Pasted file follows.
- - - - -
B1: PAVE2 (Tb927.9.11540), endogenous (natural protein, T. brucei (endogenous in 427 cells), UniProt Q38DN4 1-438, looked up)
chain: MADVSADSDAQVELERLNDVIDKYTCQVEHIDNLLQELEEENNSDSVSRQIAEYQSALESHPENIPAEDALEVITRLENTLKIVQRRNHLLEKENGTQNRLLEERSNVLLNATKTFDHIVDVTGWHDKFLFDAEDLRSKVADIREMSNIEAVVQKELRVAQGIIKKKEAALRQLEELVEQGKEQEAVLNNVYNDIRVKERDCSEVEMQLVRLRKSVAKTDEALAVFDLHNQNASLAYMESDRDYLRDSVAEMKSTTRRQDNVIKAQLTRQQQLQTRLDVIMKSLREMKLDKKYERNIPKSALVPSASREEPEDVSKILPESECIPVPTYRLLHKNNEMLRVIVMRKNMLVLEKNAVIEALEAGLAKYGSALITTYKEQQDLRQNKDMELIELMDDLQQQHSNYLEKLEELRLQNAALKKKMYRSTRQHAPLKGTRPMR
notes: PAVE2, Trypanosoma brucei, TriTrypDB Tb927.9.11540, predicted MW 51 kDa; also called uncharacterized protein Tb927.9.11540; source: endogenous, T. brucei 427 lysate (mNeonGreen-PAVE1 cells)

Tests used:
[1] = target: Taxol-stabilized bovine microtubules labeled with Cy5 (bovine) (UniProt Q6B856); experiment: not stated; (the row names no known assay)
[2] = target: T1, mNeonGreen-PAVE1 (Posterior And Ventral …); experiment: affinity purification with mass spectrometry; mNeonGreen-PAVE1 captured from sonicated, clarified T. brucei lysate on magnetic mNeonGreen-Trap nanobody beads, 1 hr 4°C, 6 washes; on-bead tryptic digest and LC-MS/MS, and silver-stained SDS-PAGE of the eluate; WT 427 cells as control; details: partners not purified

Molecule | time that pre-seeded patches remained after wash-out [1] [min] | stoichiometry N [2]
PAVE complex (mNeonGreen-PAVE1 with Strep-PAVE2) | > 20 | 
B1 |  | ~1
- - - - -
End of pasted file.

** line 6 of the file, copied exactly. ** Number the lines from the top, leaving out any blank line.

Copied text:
[2] = target: T1, mNeonGreen-PAVE1 (Posterior And Ventral …); experiment: affinity purification with mass spectrometry; mNeonGreen-PAVE1 captured from sonicated, clarified T. brucei lysate on magnetic mNeonGreen-Trap nanobody beads, 1 hr 4°C, 6 washes; on-bead tryptic digest and LC-MS/MS, and silver-stained SDS-PAGE of the eluate; WT 427 cells as control; details: partners not purified